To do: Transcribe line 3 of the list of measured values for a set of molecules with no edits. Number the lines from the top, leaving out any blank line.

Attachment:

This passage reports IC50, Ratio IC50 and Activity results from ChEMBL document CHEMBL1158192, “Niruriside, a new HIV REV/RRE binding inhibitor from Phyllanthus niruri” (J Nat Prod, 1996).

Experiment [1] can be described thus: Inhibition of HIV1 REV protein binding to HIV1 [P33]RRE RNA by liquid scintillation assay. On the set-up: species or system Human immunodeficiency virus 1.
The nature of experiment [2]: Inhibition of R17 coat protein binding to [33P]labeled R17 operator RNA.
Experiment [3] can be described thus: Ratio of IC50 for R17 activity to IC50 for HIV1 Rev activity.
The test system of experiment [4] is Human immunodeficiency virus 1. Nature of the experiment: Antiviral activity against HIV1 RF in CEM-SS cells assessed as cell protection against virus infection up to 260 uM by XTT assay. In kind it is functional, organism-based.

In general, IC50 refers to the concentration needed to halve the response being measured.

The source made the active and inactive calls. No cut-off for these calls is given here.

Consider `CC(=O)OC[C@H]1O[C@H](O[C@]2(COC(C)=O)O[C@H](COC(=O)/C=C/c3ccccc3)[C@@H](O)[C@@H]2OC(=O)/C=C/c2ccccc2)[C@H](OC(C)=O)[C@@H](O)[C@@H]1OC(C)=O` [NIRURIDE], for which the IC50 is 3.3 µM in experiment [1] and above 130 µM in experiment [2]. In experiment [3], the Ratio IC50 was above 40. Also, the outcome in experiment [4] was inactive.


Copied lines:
The nature of experiment [2]: Inhibition of R17 coat protein binding to [33P]labeled R17 operator RNA.